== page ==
Next up was Eilean I Vow which sits at a narrow part of the Loch.Its almost a perfect circle,covered in dark yew trees,juniper and ivy.Very green and it has a slightly creepy feel at night.I`ve slept in the dungeon once years ago during my kayak years.
This is the boat with John the sometime skipper (driving is a family enterprise with everybody taking a shot at the helm) It was actually a great time to be on the loch.Being spring It was fairly quiet boat wise as it was overcast most of the weekend but didn`t rain.On a lovely sunny day during peak season it can get too busy at times,boats jet skiers fishermen and campers all trying to find a peaceful bay to call thier own.
We bagged a third island,Wallace Isle then headed back via Rob Roys Prison on the West Highland Way,a well hidden cave only found because it has CAVE in large letters above it.If it didn`t you would never find it which was rather the point when Rob Roy used it.
This is the popular Inversnaid Hotel,reached by a narrow twisting road which the tourist coach drivers must love.
It was a great evening. Not too cold for sitting out by the tents, clear with only a few midges soon removed by a small fire as loads of drift wood lay around on the sands nearby.The family had a good BBQ dinner prepared by Gail which looked lovely and I as usual had my favourite standout of smoked beechwood sausages,pineapple chunks,tomatoes and onions grilled over the coals on sticks.Perfection.
This is some of the family meal prepared by Gail and the girls.Yum Yum.Its making me hungry even now!!
After a pleasant evening of watching boats drift by,stars come out and then a hanging lantern and candle show set up by the girls we adults broke out the wine, cheese,nuts,crisps and beer.A couple of hours or so later it got too chilly for the girls so they went off to bed .John I stayed up talking by the fire,had another couple of cheeky beers, munched crisps and then a plate of burnt leftovers found nearby (as good as a kebab) and generally had a mellow time.For me it was a nice feeling just being part of an extended family group for a short period,a rare novelty as all my close relatives stay over in Australia.Most of the time I`m happy on my own but its nice to compare the difference occasionally.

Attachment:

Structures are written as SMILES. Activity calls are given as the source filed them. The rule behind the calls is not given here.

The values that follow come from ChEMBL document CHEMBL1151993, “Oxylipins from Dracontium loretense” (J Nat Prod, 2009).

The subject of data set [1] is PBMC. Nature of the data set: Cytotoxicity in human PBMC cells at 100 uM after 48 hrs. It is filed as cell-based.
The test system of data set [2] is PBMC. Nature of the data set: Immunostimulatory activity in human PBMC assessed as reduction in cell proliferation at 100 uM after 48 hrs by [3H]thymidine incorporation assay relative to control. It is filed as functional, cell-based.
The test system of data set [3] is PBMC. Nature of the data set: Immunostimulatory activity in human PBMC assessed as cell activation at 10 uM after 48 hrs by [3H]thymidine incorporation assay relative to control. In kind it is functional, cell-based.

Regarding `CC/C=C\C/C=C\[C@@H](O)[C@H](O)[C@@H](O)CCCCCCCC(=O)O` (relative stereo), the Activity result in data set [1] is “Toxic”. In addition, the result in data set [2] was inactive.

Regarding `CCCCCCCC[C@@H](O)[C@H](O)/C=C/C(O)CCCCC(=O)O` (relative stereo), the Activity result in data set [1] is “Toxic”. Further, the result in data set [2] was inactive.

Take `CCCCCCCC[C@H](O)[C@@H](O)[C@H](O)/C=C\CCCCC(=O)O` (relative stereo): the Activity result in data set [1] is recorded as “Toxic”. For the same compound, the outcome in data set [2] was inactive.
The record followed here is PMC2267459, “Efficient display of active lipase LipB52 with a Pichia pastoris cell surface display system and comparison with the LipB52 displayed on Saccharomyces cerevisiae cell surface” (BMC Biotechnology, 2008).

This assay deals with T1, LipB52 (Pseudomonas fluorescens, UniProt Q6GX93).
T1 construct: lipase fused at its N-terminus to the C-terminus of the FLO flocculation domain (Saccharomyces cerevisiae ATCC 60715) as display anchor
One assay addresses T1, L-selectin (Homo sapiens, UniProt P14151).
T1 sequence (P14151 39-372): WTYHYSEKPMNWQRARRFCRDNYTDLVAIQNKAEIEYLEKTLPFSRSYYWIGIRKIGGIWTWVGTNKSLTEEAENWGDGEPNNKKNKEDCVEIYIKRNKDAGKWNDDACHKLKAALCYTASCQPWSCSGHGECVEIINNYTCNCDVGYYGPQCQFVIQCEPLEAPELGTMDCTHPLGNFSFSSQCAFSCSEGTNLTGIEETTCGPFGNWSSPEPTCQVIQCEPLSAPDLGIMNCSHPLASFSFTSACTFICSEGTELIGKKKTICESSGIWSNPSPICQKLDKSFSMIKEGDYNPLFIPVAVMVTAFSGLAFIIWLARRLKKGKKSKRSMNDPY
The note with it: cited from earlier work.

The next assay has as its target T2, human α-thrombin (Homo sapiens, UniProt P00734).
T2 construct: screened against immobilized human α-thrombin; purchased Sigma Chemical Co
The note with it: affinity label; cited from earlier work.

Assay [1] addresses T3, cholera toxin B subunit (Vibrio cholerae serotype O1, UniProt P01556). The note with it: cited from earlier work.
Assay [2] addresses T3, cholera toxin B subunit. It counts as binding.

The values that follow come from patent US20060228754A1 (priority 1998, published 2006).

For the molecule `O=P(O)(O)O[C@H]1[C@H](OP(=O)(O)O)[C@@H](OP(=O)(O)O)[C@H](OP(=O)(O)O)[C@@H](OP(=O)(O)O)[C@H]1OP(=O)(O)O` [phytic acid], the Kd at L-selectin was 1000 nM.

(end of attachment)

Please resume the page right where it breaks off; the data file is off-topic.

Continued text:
There`s always something really special about camping on an island and it felt a lot further and more remote than 20 miles from Glasgow with a surrounding population of two and a half million souls.Its best explored in spring and autumn though when its empty and wild like this.A great trip.
As Tom Weir used to say."You only know Loch Lomond properly if you visit its islands".
Inchmurrin and Inchcailloch can be reached by small ferry boat or hired rowboat.(take plenty of rowers,its harder than you think) I believe there is still a post boat service operating some days from Balmaha and several " tour the central island trips" run in summer from Luss for those interested. £9.50 a head plus concessions for OAPs and children.http://www.incallander.co.uk/bustimes.htm My choice would be the Luss tour round the central islands (not landing but scenic or MacFarlanes boatyard which has a choice of options available.The larger tour boats tend to be £££.
Wildlife you might see if you are lucky include ducks ,geese ,ospreys,buzzards,capercallie (five left on Inch......? I think),fallow and red deer and wallabies.
Yeah....some still survive for now.Support your local jumping pouch puppies.Furry introduced children of the 60`s.The capercallie can bugger off to some of the other islands.Keep the trapped tail bouncers.They don`t need any money spent to save them they do fine by themselves and are much loved by many people.Furry love beats feathers any day :o)